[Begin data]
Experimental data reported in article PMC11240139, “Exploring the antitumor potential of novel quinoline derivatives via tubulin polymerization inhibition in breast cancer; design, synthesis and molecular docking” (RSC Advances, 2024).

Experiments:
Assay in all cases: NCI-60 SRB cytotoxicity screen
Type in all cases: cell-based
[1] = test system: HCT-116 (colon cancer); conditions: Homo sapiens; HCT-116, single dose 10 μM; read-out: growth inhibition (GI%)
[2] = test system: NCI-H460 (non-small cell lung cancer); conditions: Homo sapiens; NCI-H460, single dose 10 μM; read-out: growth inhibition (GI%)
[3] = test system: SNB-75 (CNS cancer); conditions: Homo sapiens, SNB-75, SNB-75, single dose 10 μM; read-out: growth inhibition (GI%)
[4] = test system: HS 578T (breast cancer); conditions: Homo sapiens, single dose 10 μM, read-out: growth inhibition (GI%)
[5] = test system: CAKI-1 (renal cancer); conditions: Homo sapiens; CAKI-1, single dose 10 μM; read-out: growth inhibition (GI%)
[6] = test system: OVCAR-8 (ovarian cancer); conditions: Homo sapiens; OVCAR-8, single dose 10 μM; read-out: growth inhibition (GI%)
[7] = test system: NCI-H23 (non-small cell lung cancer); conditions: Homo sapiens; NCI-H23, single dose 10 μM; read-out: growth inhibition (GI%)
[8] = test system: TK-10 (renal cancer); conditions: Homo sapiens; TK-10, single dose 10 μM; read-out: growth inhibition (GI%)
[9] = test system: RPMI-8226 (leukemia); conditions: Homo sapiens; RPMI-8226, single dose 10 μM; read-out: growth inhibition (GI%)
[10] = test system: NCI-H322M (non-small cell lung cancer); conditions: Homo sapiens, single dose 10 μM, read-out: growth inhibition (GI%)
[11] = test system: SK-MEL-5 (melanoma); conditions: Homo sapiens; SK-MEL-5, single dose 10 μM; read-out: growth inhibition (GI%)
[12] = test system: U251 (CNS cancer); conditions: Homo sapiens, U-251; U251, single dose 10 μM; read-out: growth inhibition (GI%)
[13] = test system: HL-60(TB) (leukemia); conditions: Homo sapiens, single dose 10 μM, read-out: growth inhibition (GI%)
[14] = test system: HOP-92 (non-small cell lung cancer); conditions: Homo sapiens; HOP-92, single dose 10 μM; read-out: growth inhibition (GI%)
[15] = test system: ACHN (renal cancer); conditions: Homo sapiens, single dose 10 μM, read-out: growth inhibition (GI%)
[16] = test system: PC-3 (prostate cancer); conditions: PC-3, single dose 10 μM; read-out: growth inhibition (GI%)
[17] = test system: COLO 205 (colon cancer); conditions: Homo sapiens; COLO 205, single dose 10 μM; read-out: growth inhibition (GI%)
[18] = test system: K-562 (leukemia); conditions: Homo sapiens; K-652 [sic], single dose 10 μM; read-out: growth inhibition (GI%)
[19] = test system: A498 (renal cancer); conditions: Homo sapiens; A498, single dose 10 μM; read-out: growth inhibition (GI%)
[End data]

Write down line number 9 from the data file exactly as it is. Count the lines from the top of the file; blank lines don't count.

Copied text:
[5] = test system: CAKI-1 (renal cancer); conditions: Homo sapiens; CAKI-1, single dose 10 μM; read-out: growth inhibition (GI%)